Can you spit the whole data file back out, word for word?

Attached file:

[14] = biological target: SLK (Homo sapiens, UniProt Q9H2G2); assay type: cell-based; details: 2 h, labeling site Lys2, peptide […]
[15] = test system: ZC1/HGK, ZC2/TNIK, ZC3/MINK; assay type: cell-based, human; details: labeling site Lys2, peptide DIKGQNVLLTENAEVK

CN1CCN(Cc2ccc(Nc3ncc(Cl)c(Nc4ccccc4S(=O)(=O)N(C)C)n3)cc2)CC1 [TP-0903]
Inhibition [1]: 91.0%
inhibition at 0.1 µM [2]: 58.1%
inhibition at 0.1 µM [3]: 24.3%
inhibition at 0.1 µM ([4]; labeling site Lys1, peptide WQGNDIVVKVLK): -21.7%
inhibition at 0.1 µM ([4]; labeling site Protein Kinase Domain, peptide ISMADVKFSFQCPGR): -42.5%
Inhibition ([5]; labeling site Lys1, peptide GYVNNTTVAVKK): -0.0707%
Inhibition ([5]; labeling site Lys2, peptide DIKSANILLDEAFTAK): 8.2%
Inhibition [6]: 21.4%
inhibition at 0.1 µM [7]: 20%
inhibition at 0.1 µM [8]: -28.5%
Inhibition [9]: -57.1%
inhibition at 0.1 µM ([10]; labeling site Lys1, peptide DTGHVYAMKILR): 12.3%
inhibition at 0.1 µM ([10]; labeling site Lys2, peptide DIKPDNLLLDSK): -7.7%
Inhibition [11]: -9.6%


[14] = biological target: SLK (Homo sapiens, UniProt Q9H2G2); assay type: cell-based; details: 2 h, labeling site Lys2, peptide […]
[15] = test system: ZC1/HGK, ZC2/TNIK, ZC3/MINK; assay type: cell-based, human; details: labeling site Lys2, peptide DIKGQNVLLTENAEVK

CN1CCN(Cc2ccc(Nc3ncc(Cl)c(Nc4ccccc4S(=O)(=O)N(C)C)n3)cc2)CC1 [TP-0903]
Inhibition [1]: 91.0%
inhibition at 0.1 µM [2]: 58.1%
inhibition at 0.1 µM [3]: 24.3%
inhibition at 0.1 µM ([4]; labeling site Lys1, peptide WQGNDIVVKVLK): -21.7%
inhibition at 0.1 µM ([4]; labeling site Protein Kinase Domain, peptide ISMADVKFSFQCPGR): -42.5%
Inhibition ([5]; labeling site Lys1, peptide GYVNNTTVAVKK): -0.0707%
Inhibition ([5]; labeling site Lys2, peptide DIKSANILLDEAFTAK): 8.2%
Inhibition [6]: 21.4%
inhibition at 0.1 µM [7]: 20%
inhibition at 0.1 µM [8]: -28.5%
Inhibition [9]: -57.1%
inhibition at 0.1 µM ([10]; labeling site Lys1, peptide DTGHVYAMKILR): 12.3%
inhibition at 0.1 µM ([10]; labeling site Lys2, peptide DIKPDNLLLDSK): -7.7%
Inhibition [11]: -9.6%